"Woe unto them that are mighty to drink wine, and men of strength to mingle strong drink: Which justify the wicked for reward, and take away the righteousness of the righteous from him!" (Isaiah 5:22-23)
This sixth and last woe vividly brings to light the hopeless condition of Israel's citizens and the resultant punishment of that condition. Instead of being a nation full of men who were strong in God's righteousness, Israel was a nation of drunkards. They misappropriated the blessings of God's creation and used them to satisfy their lusts. The wicked man enjoys that which robs him of his senses lest he hear the convicting voice of God's Spirit.
Men of strength could be translated men of wealth. Likely, these were those who were using their wealth and position to feed their flesh rather than to help the needy and to better their society. These men were justifying the wicked rather than condemning them for their sins. Why? Because, they wanted the bribe offered to them. They were being payed off; therefore, the one who offered the most was the one who was aided in his case. The righteous man had become a prey in the middle of an unjust society, and God saw it all.
Human judges are intended to represent the righteous judgment of God. In fact, in Exodus 21:6, the Hebrew word behind judges literally means gods. The Lord commanded Israel's judges to be ruling in the fear of the Lord, always concerned with accurately representing God's righteous nature; but instead, the Israelites had perverted this holy office and converted the judgment halls of Israel into dens of thieves.
No one is beyond the perversion of justice. Believers can easily distort righteousness due to peer pressure, advantage, personalities, etc. God expects His people to do what is right based upon the truth of Scripture and not upon human advantage.
"Therefore as the fire devoureth the stubble, and the flame consumeth the chaff, so their root shall be as rottenness, and their blossom shall go up as dust: because they have cast away the law of the LORD of hosts, and despised the word of the Holy One of Israel. Therefore is the anger of the LORD kindled against his people, and he hath stretched forth his hand against them, and hath smitten them: and the hills did tremble, and their carcases were torn in the midst of the streets. For all this his anger is not turned away, but his hand is stretched out still." (Isaiah 5:24-25)
Every decision has its consequences whether good or bad. The Holy Spirit now shares the result of Israel's choices. All for which Judah's citizens had worked would be destroyed. The ill-gotten land, the bribes and the posterity of the wicked would be destroyed or taken away by the coming Assyrians and Babylonians. Ignoring the Scriptures has serious ramifications.
The word for torn literally means animal entrails, refuse, waste or decomposing animal flesh. When the enemy came, he would butcher the inhabitants of the cities. Bodies would line the streets and be torn in pieces as the chariot horses trampled them under foot. Human entrails would be spread all over; yet, this would not be the end of the matter. The hand of the Lord would remain stretched out until Judah's sin was fully recompensed.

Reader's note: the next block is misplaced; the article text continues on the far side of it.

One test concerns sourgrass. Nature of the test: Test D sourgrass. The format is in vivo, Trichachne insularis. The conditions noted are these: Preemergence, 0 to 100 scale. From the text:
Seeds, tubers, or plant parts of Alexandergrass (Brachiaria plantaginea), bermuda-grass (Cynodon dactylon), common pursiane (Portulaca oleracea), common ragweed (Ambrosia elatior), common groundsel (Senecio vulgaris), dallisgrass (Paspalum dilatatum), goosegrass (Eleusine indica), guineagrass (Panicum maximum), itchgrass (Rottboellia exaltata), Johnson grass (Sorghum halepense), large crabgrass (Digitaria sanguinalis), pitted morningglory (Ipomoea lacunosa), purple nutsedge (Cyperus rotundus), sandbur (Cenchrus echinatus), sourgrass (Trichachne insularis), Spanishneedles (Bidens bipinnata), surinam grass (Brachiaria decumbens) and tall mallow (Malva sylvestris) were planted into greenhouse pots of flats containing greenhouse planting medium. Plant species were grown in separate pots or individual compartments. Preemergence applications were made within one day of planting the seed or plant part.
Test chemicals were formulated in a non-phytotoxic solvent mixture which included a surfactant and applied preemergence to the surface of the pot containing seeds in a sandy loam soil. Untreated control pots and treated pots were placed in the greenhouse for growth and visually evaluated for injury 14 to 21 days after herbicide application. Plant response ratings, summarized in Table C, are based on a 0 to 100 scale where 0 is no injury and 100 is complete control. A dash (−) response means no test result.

"And he will lift up an ensign to the nations from far, and will hiss unto them from the end of the earth: and, behold, they shall come with speed swiftly: None shall be weary nor stumble among them; none shall slumber nor sleep; neither shall the girdle of their loins be loosed, nor the latchet of their shoes be broken: Whose arrows are sharp, and all their bows bent, their horses' hoofs shall be counted like flint, and their wheels like a whirlwind: Their roaring shall be like a lion, they shall roar like young lions: yea, they shall roar, and lay hold of the prey, and shall carry it away safe, and none shall deliver it. And in that day they shall roar against them like the roaring of the sea: and if one look unto the land, behold darkness and sorrow, and the light is darkened in the heavens thereof." (Isaiah 5:26-30)
The word hiss means to whistle. God would call for the Assyrians and the Babylonians to punish His people. The reality God's ability to move nations against the rebellious may be seen in II Kings 24:1-2 when God brought the surrounding nations against Jehoiakim. As time progressed, the Lord allowed the Assyrian Empire to continue its push westward until Jerusalem found Sennacherib knocking at the door. Eventually, the Babylonians would come against Jerusalem with great ferocity and leave it in ruins.
The Lord promised to give Israel's enemies the needed strength for inflicting her punishment. Much later, God would command Jeremiah to tell King Zedekiah, "For though ye had smitten the whole army of the Chaldeans that fight against you, and there remained but wounded men among them, yet should they rise up every man in his tent, and burn this city with fire (Jeremiah 37:10)." God is in control of all. He can strike fear into the heart of the enemy and cause him to flee in terror, or He can give the enemy frightening power. The Lord used these vivid illustrations to remind the Israelites that their confidence in themselves and their Egyptian neighbors was useless.
A lion was the primary symbol of the Babylonian Empire. Perhaps this is why the Lord used a lion in His illustration of the coming foe. Regardless, in the day of Israel's punishment, deliverance and hope would be absent.
These last verses seem to have somewhat of an apocalyptic undertone. They closely parallel the end-times prophecy of Zechariah 14:2. "For I will gather all nations against Jerusalem to battle; and the city shall be taken, and the houses rifled, and the women ravished; and half of the city shall go forth into captivity... ." Oftentimes, Old Testament prophecies have both a near and a far fulfillment. Such may be the case in this instance.